]). The dependence on the period of the focal spot near (x,y)=(a/2,τ/2), calculated from Eq. (8), is illustrated in Fig. 4, which shows a complex evolution of the spot positions, generally below y=τ/2. An interesting consequence of these results is that the position of the focal spot can be controlled through small changes in wavelength.

Fig. 4. Lattice-period dependence of the intensity near half the Talbot distance at x=a/2-in the paraxial Talbot effect [Eq. (3)] the focal spot occurs at exactly y=τ/2. The plasmon intensity is represented along y (vertical axis) as a function of lattice period a at a height z=0.5 µm over a silver surface for a free-space wavelength λ 0=1.55 µm. The intensity is normalized to the maximum within the plotted range of y for each period.

For very large values of |ε|, electric dipoles parallel to the metal surface are quenched by their image charges. Then, the transmission through the holes depicted in Fig. 1 relies on parallel magnetic dipoles (provided such dipoles can be induced, for instance under the condition that the metal skin depth is small compared to the hole size [26

26. F. J. García de Abajo, “Light scattering by particle and hole arrays,” Rev. Mod. Phys. (in press).

]). Magnetic dipoles couple best to plasmons propagating in the y direction when they are oriented along x. The above analysis remains valid in that case, and in particular Eq. (9) is only corrected by a factor ε+1 multiplying the right-hand side. Normal electric dipoles (‖) are also relevant under these conditions, induced by p-polarized light under oblique incidence. Again, Eq. (9) can be still applied, amended by a factor √εm.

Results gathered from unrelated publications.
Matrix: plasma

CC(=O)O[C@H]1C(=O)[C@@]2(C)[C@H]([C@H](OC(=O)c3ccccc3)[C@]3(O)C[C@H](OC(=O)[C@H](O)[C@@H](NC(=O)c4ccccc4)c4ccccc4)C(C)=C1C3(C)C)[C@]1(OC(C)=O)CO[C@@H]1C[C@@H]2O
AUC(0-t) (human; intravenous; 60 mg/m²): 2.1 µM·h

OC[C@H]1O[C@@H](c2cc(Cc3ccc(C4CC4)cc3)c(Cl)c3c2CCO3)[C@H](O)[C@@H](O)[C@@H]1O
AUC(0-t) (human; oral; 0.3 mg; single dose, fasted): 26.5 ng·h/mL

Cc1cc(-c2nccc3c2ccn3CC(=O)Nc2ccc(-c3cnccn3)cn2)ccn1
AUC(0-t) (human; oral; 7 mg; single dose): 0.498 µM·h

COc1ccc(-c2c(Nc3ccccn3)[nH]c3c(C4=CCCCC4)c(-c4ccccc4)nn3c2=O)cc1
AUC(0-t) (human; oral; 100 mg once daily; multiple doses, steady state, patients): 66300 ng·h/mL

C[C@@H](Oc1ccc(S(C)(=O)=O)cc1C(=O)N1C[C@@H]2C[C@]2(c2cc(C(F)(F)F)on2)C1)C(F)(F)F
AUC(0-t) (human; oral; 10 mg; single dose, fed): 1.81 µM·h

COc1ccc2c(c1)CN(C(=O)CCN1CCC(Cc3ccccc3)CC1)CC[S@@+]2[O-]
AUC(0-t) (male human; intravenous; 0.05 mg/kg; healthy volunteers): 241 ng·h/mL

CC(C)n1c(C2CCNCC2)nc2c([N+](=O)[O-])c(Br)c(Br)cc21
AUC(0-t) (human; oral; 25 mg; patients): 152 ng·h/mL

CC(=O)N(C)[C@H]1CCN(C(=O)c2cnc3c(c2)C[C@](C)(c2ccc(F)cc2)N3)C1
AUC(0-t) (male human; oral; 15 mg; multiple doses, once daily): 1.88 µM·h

4. Discussion

Some degree of control over the position of the hot spots is possible when the incident light direction has non-zero projection along the hole array direction x: the self-image is displaced along y from the Talbot distance and it is also laterally shifted along x, as shown both theoretically and experimentally in Ref. [12

12. M. Testorf, J. Jahns, N. A. Khilo, and A. M. Goncharenko, “Talbot effect for oblique angle of light propagation,” Opt. Commun. 129, 167–172 (1996). [CrossRef]

]. Under these conditions, the projection of the incident light momentum along the hole array, kix, enters Eq. (9) through an uninteresting overall phase factor, but also through the coefficient of the exponential in y, Q SPζm, which becomes QSP2(2πma+kxi)2. In the paraxial approximation, one recovers self-imaging at the corrected Talbot distance τ×(k y,SP/Q SP)3, where ky,SP=QSP2(kxi)2. Simultaneously, the revival is shifted along x a distance y kix/k y,SP that increases with separation from the array. Thus, the position of the focal spots can be controlled through obliquity of the external illumination in a setup as in Fig. 1. One should therefore be able to raster the plasmon focus with nanometer accuracy for potential applications in nanolithography and biosensing.